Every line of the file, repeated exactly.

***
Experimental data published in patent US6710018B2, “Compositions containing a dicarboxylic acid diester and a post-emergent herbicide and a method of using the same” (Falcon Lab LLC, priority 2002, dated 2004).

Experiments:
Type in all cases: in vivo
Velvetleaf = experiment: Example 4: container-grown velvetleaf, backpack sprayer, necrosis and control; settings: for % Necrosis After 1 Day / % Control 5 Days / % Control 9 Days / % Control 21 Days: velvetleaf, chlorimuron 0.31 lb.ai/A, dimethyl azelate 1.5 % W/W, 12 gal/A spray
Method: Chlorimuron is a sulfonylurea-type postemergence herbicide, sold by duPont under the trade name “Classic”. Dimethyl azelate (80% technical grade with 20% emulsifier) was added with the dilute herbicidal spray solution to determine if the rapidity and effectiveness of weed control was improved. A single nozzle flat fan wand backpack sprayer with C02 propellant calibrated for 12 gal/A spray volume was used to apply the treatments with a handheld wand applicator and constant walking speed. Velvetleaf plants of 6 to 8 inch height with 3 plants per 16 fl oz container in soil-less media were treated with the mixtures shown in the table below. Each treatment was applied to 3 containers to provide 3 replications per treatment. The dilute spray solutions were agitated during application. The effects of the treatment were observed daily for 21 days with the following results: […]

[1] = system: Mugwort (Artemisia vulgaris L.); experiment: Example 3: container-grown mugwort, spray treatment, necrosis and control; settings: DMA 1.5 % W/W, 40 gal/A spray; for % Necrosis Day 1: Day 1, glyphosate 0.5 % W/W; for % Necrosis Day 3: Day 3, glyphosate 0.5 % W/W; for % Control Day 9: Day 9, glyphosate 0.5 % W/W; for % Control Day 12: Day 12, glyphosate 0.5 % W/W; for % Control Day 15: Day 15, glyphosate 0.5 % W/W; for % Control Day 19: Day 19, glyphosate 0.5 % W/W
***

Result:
Experimental data published in patent US6710018B2, “Compositions containing a dicarboxylic acid diester and a post-emergent herbicide and a method of using the same” (Falcon Lab LLC, priority 2002, dated 2004).

Experiments:
Type in all cases: in vivo
Velvetleaf = experiment: Example 4: container-grown velvetleaf, backpack sprayer, necrosis and control; settings: for % Necrosis After 1 Day / % Control 5 Days / % Control 9 Days / % Control 21 Days: velvetleaf, chlorimuron 0.31 lb.ai/A, dimethyl azelate 1.5 % W/W, 12 gal/A spray
Method: Chlorimuron is a sulfonylurea-type postemergence herbicide, sold by duPont under the trade name “Classic”. Dimethyl azelate (80% technical grade with 20% emulsifier) was added with the dilute herbicidal spray solution to determine if the rapidity and effectiveness of weed control was improved. A single nozzle flat fan wand backpack sprayer with C02 propellant calibrated for 12 gal/A spray volume was used to apply the treatments with a handheld wand applicator and constant walking speed. Velvetleaf plants of 6 to 8 inch height with 3 plants per 16 fl oz container in soil-less media were treated with the mixtures shown in the table below. Each treatment was applied to 3 containers to provide 3 replications per treatment. The dilute spray solutions were agitated during application. The effects of the treatment were observed daily for 21 days with the following results: […]

[1] = system: Mugwort (Artemisia vulgaris L.); experiment: Example 3: container-grown mugwort, spray treatment, necrosis and control; settings: DMA 1.5 % W/W, 40 gal/A spray; for % Necrosis Day 1: Day 1, glyphosate 0.5 % W/W; for % Necrosis Day 3: Day 3, glyphosate 0.5 % W/W; for % Control Day 9: Day 9, glyphosate 0.5 % W/W; for % Control Day 12: Day 12, glyphosate 0.5 % W/W; for % Control Day 15: Day 15, glyphosate 0.5 % W/W; for % Control Day 19: Day 19, glyphosate 0.5 % W/W